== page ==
Compared to the Alleyene opinion, the Salinas decision was like a mash note. The only thing simple about the result in Alleyene was the holding itself. "Any fact that, by law, increases the penalty for a crime is an 'element' that must be submitted to the jury and found beyond a reasonable doubt," wrote Justice Thomas in an opinion joined by the Court's four liberal justices. Because Allen Alleyene had been given a seven-year sentence based upon the fact that he had "brandished" a weapon, a finding his jury did not make, the Supreme Court ordered him to get a new sentencing trial.

To reach this conclusion, however, the Court's majority had to overturn its 2002 decision in a case styled Harris v. United States and here's where the justices splintered apart. On the merits, there was the primary conflict between Justice Thomas and Chief Justice John Roberts over the role of judges, and jurors, in sentencing. For the majority, Justice Thomas wrote:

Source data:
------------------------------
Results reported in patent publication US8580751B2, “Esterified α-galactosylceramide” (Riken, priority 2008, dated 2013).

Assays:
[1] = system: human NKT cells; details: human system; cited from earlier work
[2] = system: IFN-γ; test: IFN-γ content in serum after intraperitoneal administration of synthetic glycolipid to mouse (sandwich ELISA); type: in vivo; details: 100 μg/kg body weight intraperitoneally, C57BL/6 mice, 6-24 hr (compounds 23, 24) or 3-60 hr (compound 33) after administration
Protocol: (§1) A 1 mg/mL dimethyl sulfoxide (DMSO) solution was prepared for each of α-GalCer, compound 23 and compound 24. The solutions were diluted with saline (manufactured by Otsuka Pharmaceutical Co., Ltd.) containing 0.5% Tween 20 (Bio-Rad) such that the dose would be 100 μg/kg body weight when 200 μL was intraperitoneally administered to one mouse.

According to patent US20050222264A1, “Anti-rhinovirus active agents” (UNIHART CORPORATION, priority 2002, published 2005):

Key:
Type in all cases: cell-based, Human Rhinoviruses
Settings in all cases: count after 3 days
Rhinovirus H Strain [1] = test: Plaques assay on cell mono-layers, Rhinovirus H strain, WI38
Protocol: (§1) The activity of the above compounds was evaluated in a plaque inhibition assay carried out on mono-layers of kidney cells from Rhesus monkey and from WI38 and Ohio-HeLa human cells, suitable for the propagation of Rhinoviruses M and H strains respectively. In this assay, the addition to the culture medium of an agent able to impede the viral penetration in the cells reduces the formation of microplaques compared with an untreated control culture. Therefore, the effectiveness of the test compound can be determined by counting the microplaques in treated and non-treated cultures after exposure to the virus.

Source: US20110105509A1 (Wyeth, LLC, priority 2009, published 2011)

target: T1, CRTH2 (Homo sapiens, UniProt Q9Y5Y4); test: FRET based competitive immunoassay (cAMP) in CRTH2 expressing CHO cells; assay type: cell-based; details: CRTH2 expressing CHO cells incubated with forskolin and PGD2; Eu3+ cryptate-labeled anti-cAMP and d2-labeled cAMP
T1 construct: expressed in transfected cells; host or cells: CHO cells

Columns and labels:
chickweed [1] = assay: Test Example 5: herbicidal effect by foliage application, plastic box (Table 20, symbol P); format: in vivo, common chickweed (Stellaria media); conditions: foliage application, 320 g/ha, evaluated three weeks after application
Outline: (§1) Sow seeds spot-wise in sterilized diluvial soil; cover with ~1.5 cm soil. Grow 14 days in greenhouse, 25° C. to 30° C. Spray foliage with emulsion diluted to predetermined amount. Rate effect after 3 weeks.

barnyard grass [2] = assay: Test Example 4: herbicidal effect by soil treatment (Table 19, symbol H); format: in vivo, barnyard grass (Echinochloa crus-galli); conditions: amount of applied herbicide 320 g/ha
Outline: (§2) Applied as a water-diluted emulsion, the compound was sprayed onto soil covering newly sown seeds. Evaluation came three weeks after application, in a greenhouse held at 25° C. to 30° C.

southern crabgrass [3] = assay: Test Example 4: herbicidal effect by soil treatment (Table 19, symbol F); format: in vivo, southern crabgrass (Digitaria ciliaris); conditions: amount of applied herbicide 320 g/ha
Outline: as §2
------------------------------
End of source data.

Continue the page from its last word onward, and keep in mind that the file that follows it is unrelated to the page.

As noted, the essential Sixth Amendment inquiry is whether a fact is an element of the crime. When a finding of fact alters the legally prescribed punishment so as to aggravate it, the fact necessarily forms a constituent part of a new offense and must be submitted to the jury. It is no answer to say that the defendant could have received the same sentence with or without that fact. It is obvious, for example, that a defendant could not be convicted and sentenced for assault, if the jury only finds the facts for larceny, even if the punishments prescribed for each crime are identical. One reason is that each crime has different elements and a defendant can be convicted only if the jury has found each element of the crime of conviction.